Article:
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Ford not ruling out layoffs if buyout insufficient Add to ...

Toronto Mayor Rob Ford says the city has “thousands” too many employees and is not ruling out layoffs if a staff buyout package fails to eliminate enough jobs.

“We have too many employees down at City Hall,” the mayor told reporters Tuesday. “We have to find ways of giving them packages to move on or entice them to move on. We just can’t carry 53,000 employees any more.”

The spectre of large-scale downsizing swept over City Hall as the clamshell thrummed with activity ahead of an August break.

Over the course of a break-neck day, the mayor and his opponents whipped up a three-stage political squall: first, the latest release of a KPMG audit of city services proposing cuts to social services; then an announcement of three new task forces to explore private-sector options for child care, homelessness and arena construction; and finally the official announcement of a buyout package for 17,000 city employees.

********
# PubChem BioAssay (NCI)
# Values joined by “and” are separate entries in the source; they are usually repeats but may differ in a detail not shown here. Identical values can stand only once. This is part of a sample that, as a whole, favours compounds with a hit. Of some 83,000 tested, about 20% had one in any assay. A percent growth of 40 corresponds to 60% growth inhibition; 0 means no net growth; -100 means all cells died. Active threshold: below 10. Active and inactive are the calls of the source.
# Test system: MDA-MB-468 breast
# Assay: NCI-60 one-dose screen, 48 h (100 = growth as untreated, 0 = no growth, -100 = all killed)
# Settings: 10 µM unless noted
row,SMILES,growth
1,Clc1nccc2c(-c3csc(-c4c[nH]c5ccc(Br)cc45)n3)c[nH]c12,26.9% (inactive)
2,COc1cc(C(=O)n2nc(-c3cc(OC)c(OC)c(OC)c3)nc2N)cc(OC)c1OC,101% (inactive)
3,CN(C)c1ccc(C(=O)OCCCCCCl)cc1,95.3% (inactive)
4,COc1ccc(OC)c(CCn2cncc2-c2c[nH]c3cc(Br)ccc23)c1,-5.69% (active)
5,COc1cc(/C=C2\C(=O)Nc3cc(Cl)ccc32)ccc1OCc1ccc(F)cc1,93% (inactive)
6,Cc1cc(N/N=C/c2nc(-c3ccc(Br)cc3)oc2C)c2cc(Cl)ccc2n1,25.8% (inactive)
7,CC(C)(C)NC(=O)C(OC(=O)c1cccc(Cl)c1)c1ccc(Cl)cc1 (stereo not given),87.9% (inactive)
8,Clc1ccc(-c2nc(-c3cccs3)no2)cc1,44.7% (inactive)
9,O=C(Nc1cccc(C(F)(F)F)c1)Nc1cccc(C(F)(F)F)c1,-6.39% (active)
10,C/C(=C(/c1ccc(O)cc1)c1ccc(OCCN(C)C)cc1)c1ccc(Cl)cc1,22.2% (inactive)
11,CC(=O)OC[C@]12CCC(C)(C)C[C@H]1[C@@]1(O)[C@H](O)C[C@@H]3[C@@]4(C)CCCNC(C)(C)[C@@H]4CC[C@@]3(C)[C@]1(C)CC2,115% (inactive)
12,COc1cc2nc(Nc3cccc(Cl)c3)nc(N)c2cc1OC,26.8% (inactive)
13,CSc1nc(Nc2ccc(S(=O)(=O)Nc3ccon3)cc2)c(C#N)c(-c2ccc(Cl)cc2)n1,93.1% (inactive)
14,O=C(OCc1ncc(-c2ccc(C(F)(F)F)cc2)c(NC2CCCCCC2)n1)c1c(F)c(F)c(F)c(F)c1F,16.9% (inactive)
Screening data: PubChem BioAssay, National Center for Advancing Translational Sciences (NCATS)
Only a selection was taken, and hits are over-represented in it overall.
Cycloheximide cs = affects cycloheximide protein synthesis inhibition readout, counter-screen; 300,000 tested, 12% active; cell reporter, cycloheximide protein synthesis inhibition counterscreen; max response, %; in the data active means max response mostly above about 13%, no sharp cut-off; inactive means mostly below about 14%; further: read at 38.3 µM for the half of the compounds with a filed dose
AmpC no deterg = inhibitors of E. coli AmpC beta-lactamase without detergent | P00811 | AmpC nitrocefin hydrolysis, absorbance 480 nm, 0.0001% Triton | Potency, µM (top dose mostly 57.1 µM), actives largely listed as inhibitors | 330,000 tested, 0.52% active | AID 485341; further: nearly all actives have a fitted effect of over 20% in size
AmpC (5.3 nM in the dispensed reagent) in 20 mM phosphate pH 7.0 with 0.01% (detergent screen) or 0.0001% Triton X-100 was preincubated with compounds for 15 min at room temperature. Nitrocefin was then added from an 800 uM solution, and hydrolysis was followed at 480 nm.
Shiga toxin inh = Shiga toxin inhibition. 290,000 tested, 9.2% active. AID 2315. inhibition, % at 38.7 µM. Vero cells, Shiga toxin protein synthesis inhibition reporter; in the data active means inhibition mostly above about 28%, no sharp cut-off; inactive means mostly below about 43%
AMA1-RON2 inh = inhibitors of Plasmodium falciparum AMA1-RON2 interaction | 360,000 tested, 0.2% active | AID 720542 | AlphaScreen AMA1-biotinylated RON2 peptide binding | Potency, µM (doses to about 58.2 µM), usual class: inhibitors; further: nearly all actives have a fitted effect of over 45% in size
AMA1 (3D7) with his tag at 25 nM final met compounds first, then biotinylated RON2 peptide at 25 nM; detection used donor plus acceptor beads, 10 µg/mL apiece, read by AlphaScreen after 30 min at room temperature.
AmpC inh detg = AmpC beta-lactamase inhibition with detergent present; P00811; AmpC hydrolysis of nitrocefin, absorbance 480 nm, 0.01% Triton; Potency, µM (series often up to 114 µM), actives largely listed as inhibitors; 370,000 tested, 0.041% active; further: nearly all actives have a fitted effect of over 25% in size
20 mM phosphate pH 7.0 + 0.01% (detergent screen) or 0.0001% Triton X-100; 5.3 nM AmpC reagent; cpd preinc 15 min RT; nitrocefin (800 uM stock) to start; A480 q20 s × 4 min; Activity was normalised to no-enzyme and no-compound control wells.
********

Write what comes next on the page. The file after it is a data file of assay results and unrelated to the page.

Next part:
The real news was happening outside council chambers, where the mayor embarked on a fruitless, lone-wolf campaign against grants to community groups, and significant debates took place over scrapping Jarvis Street bike lanes and a plan to eradicate graffiti. They served as a mere sideshow.

As if to demonstrate his serenity amid the bedlam, the mayor found a moment to dance an samba-jig hybrid with a feathered mas dancer during a Caribana kickoff event against a backdrop of sweat-browed revellers in Nathan Phillips Square.